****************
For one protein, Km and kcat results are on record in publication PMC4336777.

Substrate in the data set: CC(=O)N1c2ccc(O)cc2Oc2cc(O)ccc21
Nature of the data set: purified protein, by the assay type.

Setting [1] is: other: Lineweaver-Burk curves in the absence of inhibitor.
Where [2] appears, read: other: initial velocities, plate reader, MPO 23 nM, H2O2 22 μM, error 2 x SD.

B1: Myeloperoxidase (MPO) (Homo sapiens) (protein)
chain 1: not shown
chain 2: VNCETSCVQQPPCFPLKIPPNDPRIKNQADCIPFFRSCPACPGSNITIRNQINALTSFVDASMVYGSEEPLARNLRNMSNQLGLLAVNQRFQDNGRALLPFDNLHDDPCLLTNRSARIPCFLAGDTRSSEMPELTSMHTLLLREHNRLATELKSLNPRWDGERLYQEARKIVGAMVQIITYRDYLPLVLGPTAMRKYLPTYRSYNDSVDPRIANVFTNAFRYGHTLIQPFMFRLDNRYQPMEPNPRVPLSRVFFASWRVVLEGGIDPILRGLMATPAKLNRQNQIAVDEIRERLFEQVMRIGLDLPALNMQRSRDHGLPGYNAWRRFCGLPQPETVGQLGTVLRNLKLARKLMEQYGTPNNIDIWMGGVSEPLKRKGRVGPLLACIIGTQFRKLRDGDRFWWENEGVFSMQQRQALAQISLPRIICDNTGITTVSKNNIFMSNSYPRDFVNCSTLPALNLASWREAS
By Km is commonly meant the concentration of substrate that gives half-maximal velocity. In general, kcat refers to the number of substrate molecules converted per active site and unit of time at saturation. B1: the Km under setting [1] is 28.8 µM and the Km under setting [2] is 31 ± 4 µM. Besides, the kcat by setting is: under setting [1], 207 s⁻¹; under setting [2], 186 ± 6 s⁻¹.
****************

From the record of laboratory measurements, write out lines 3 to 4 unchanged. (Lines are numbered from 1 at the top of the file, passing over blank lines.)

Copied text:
Nature of the data set: purified protein, by the assay type.

Setting [1] is: other: Lineweaver-Burk curves in the absence of inhibitor.